There is still no reason to think Putin is ready to risk this. It is one thing to dispatch undercover agents or agitators to foment rebellion against Kiev and provide assistance to the separatists, quite another to move troops across the border. The consequences for the Russian economy of any American and European imposition of real sanctions would be severe. Moreover, whatever the strength of pro-Russian feeling in eastern Ukraine, anti-Russian feeling is strong too. There would be a real danger of a guerrilla war, such as the Soviet Union faced there in the Forties, and this time such a war would have to be conducted in full sight of the world. Moreover, Putin himself was a young officer in the KGB when the Soviet Union found itself embroiled in war in Afghanistan; he knows war imposed a strain which contributed to the Soviet collapse. Direct military intervention would be a grave risk; there is no chance that the US and Europe would turn a blind eye to it as they did in the Chechen wars.
Putin has made no secret of his desire to reassert Russian influence in what Russians call “the near abroad,” and what he regards as Russia’s legitimate sphere of influence, but he has hitherto been very careful how he sets about doing this. He is quite ready to take two steps forward, one step back, as he did in the war with Georgia in 2008. His first aim in Ukraine is to deter Kiev from entering into a close association with the EU or Nato. Push too far and too fast now and he may provoke just what he wants to avoid. So he has to perform a delicate balancing act.
The West is in the same position. Sanctions intended to punish and deter are one thing. But even this course carries the risk of deepening the divide between Russia and the West, and the consequences of doing that might be very serious. Wars start when people can find no common language, no ground for compromise. The West has to guarantee Ukraine’s sovereignty and security while not doing so provocatively. We should surely be making the case for a political settlement that may take a federalist form.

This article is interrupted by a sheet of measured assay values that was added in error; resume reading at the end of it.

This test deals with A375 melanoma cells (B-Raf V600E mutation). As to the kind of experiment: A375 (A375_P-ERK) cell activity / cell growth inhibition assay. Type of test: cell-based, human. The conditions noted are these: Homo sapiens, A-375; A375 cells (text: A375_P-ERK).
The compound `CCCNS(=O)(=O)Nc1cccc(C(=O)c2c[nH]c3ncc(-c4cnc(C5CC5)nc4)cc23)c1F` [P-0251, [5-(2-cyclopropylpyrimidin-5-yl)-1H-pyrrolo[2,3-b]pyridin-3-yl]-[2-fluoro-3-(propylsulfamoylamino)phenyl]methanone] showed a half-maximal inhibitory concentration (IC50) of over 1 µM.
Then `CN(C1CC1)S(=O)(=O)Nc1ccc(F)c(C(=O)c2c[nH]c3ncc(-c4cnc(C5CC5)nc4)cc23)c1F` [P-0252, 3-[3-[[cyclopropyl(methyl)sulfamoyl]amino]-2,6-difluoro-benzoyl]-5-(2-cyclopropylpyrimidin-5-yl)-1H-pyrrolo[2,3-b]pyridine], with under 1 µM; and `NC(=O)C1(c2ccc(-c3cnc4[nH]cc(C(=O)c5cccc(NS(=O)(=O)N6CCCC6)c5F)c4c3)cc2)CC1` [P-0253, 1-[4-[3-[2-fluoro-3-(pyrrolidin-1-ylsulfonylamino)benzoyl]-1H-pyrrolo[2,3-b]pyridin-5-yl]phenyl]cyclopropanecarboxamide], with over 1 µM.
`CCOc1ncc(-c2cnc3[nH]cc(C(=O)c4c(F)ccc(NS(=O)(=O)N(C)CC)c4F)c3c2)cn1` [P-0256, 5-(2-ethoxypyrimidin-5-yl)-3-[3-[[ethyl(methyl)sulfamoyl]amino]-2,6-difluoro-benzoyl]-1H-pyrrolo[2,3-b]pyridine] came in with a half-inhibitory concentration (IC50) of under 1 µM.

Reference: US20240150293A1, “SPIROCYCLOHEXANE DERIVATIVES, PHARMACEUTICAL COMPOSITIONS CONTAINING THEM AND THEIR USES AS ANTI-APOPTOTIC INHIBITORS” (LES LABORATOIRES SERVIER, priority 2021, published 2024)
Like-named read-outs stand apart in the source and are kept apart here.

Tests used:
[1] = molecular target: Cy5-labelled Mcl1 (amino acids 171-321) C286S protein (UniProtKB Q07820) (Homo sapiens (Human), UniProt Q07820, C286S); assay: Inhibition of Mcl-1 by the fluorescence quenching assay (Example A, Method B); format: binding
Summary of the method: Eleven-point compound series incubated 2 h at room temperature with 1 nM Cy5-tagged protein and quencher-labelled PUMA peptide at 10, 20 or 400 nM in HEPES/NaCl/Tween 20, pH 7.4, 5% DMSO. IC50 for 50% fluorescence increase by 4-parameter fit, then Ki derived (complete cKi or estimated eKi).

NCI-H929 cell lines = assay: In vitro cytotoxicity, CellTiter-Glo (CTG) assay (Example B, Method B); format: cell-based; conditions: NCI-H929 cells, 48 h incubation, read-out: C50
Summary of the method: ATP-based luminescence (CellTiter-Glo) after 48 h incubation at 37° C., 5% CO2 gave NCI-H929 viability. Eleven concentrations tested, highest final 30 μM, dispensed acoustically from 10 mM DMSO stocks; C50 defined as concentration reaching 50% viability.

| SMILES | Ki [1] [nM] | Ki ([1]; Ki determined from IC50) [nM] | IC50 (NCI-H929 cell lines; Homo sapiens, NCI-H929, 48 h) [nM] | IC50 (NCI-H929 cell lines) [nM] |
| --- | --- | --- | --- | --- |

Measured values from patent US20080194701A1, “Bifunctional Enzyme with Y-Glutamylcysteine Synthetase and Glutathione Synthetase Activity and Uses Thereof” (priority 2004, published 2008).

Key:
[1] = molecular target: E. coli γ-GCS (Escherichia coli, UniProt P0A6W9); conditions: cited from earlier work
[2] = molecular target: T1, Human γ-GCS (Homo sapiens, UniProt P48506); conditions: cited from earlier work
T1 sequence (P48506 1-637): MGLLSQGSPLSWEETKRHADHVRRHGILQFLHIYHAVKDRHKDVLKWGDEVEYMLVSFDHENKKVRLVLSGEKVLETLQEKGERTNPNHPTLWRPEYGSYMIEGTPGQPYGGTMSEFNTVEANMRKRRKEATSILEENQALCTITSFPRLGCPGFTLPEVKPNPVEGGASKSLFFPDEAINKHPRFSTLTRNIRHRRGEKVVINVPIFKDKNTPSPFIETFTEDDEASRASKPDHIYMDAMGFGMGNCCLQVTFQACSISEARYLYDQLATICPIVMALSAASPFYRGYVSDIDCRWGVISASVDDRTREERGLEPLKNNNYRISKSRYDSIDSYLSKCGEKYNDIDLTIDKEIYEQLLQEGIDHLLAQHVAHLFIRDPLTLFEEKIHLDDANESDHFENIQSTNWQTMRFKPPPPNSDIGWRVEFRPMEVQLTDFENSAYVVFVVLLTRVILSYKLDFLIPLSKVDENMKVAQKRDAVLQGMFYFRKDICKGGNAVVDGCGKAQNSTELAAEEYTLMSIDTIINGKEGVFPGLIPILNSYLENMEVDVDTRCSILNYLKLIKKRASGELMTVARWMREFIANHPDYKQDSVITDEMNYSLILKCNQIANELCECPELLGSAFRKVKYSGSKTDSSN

What is clear is that we, and the other member states of the EU, can no longer maintain the illusion that war is now unthinkable on the continent. It is as far as member states of the EU are concerned; we settle internal disagreements by argument and compromise. But beyond the union’s frontiers is still dangerous territory. Russia has been re-arming and modernising its defence capability while we have been cutting defence spending and reducing the size of the army. The wisdom of doing this was always questionable. Events in Ukraine have given an answer to the question. It would be sensible to bring forward the defence review planned for next year. At the same time it would be helpful to acknowledge that Russia’s interest in Ukraine and the Russian-speaking citizens there is itself legitimate. There is no point pretending that it isn’t, because such denial won’t make the problem go away.